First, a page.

Swat History

HISTORY OF SWAT FROM 327 B.C TILL 1595 A.D (PART 6)

Military Report on Dir , Swat and Bajour (First Edition) was compiled by the Intelligence Branch , Division of the Chief of Staff, India, Shimla, in the year 1906. This report was compiled by Major A.C.M, Waterfield, M.V.O., D.A.Q.M.G. Further it covered the geography, communications, climates, resources, ethnography, history, administration, military and political aspects of Dir, Swat and Bajour areas. Those parts which are related to Swat are produced here for the interest of readers. Part 6 of this series is given below relating to the history of Swat from Alexander till arrival of Yusufzai in this part of the world.

“From the writings of Arian it would appear that Alexander the Great took an army through Kunar, Swat, Bajour and in the year 326 B.C, crossing  en route the Panjkora or” Guroeus,” and the Swat, or “Suastes” rivers, and besieging a city called Massaga in what is now known as the Talash valley. In the same century, some twenty years later, Alexander’s General Seleucus yielded these countries to Chandra Gupta. The later’s grandson. Asoka who succeeded to the throne in 263 B.C., published those Edicts  of Buddhism which have been found engraved on rocks in various parts of the country…(from 8th to 14th centuries) the rulers of Kabul and its dependencies were Hindus, who were in power until the tenth century, when they were expelled by Sabaktagin the Tartar and subsequently driven across the Indus by his son, the famous Mahmud of Ghazni; but Buner, Dir and Bajaur remained in the hands of the Indians, while Swat was still independent under its own ruler. During the latter half of the fifteenth century the Yusufzais, Tarkanris (or Tarkalanris) and Utman Khels appeared on the scene. Owing to quarrels in their own country near Kandahar they were obliged to take refuge near Kabul. These tribes were subsequently driven from Kabul, and the Yusufzais under Malik Ahmad, whose grave is still to be seen at Alladand in Lower Swat, assisted by the Utman Khels and other tribes, took possession of the Peshawar valley from the Dilazaks whom they drove across the Indus into Hazara. Up to this period of the Yusufzai immigration, Bajaur was in the hands of a tribe who were known by the name of “Arab”, who under their ruler, termed Hakim, continued to pay tribute to the sovereigns of Hindustan. The Tarkanris had in the meantime been driven from Lughman and taken refuge in Bajaur. The Yusufzais having overcome the opposition of the Swatis now began gradually to spread over Buner, Lower Swat and the Panjkora, and the Utman Khels settled in their present territory. In this period (16th Century) the Emperor Babar invaded Bajaur which, with the exception of the Jandul valley, had by this time come into the possession of the Tarkanris. Babar then entered the Babukara valley and having raided the Jandul valley camped at the junction of the Swat and Panjkora rivers where he received the nominal submission of the Yusofzais. Babar then raided the Maidan valley, after which he marched into Upper Swat where, although he was unable to subdue the capital Manglaor (Manglawar), he exacted tribute from the Swatis and settled that as far as Abueh (Aboha) should be Yusufzai territory and above that Swati. He then proceeded through Buner and returned to Kabul about 1520. Babar died in 1530 and was succeeded by son Hamayun. During the latter’s reign the Yusufzais encroached on Upper Swat and having driven the Swati chief across the Indus got possession of most of the land they now occupy and apportioned the land among the members of the tribe. This distribution of land for all practical purposes holds good to the present day among the Yusufzai tribes. In 1555 , Akbar succeeded his father Hamayun and two years later, after considerable opposition, enforced the submission of the Yusufzais which they had repudiated during his father’s reign. In the meantime the “Arab” tribe in Bajaur had thrown off allegiance to the sovereign of Hindustan and had been ousted by the Tarkanris. Jandul and a considerable portion of Bajaur was still occupied by the Dilazaks. About the end of the sixteenth century the Yusufzais and Tarkanris combined, the former seized the whole of Upper Swat driving out the last remnant of the Swatis, and the latter drove out the Dilazaks and occupied the whole of Bajaur. After a short period of peace the whole country became much disturbed owing to religious dissensions which again necessitated the interference of Kabul. This punitive expedition entered Bajaur by the Hindu Raj and passed on through Talash and Swat. By dint of being reinforced from Kabul the leader of this expedition finally devastated the country and reduced the ‘Tarkanris of Bajaur and the Yusufzais to complete subjection, building forts at Malakand and Chakdara. These operations extended over five years from 1590 to 1595.”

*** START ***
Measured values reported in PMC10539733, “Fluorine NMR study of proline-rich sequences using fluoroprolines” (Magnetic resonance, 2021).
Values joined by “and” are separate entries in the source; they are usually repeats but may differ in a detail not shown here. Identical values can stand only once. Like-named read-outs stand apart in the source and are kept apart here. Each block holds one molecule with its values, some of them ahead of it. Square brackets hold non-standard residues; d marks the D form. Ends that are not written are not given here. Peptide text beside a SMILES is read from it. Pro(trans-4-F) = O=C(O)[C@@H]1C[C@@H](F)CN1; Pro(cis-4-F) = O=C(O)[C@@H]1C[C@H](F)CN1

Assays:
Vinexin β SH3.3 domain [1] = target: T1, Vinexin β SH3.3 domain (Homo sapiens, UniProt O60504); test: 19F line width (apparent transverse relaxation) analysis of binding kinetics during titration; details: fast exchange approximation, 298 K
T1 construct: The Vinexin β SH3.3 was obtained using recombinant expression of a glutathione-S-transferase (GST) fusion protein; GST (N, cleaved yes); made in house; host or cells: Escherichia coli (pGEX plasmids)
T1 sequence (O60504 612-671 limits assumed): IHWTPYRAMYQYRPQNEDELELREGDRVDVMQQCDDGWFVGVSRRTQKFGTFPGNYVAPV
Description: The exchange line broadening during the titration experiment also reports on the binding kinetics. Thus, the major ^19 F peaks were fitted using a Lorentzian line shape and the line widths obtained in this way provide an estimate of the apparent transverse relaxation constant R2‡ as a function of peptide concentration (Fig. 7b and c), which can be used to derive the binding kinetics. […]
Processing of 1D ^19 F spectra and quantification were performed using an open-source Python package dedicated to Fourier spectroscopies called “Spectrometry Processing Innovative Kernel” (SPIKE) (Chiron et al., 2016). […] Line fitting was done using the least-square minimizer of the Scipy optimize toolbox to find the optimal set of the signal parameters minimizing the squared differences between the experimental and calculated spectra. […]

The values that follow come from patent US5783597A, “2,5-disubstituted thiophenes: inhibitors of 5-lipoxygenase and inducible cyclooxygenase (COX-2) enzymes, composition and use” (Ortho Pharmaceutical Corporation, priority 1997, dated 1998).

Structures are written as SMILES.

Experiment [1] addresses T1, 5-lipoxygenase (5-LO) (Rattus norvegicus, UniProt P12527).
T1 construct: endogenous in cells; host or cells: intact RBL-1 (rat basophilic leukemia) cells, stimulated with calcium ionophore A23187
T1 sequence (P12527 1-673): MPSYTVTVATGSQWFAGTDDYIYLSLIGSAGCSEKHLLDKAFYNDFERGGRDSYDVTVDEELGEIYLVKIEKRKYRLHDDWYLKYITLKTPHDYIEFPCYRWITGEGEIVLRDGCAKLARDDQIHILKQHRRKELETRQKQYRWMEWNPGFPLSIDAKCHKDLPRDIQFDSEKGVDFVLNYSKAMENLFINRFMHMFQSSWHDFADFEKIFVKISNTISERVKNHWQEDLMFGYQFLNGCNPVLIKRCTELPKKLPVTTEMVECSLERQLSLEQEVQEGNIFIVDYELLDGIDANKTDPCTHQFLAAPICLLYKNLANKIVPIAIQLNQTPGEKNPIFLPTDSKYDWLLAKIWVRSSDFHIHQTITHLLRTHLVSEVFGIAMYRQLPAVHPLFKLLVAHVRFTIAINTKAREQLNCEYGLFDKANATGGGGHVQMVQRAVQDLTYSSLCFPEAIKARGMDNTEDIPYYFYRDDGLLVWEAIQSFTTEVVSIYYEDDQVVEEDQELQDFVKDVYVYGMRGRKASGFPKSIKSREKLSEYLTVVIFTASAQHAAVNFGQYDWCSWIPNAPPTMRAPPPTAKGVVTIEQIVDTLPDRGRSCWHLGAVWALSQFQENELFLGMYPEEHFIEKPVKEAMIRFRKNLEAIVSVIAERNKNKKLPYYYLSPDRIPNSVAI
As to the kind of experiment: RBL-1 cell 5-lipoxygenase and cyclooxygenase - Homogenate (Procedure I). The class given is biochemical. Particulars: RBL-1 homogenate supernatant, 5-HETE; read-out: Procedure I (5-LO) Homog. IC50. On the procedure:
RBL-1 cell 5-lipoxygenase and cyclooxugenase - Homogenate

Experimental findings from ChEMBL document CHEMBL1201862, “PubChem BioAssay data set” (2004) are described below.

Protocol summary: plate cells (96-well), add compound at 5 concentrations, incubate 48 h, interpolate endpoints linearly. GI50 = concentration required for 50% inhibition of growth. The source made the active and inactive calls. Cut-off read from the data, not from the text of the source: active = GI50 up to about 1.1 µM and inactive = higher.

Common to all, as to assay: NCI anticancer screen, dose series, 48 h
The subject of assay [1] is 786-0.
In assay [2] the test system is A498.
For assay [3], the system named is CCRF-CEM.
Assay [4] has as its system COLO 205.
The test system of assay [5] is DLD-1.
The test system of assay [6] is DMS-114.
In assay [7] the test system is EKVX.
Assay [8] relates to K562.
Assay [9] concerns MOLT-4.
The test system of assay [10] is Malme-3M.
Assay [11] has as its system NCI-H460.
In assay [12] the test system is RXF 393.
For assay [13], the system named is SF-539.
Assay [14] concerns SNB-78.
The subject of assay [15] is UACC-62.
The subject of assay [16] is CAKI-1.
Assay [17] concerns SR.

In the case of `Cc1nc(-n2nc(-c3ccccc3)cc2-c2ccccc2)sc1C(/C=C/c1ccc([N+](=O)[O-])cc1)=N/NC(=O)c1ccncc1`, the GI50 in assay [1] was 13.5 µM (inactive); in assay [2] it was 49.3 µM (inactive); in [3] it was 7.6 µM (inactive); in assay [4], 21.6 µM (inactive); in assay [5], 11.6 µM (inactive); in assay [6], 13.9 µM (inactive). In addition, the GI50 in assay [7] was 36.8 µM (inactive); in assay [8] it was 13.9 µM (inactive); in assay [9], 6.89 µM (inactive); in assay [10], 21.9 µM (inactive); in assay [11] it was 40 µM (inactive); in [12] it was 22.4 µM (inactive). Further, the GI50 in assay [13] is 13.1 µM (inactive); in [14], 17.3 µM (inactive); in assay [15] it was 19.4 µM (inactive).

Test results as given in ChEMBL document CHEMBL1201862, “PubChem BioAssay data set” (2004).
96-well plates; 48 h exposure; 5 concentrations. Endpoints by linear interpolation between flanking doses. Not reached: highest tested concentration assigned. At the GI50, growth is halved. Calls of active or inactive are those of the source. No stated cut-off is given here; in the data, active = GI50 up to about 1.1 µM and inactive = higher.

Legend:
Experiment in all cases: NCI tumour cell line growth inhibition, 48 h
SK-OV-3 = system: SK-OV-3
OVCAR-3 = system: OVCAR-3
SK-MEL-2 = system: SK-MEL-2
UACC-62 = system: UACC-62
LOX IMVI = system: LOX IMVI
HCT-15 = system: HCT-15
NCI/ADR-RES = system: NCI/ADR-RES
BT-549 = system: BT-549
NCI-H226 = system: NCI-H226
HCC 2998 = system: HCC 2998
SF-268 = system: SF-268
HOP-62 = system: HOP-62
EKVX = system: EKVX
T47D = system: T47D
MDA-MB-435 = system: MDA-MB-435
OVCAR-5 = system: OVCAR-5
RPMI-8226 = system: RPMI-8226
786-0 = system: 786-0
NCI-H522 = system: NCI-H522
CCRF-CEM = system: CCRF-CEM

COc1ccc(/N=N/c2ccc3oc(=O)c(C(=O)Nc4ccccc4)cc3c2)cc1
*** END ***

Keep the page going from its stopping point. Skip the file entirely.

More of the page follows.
Military Report on Dir , Swat and Bajour (First Edition), Intelligence Branch , Division of the Chief of Staff, India, Shimla (1906), Pages 20-21.

TO BE CONTINUED…

The Chief Editor of the website (www.swatencyclopedia.com) is Jalal Uddin. He hails from Saidu Sharif, Swat. He is M.phil Scholar and his research field is Swat State. He regularly writes on Swat State and its various aspects.
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The Chief Editor of the website (www.swatencyclopedia.com) is Jalal Uddin. He hails from Saidu Sharif, Swat. He is M.phil Scholar and his research field is Swat State. He regularly writes on Swat State and its various aspects.
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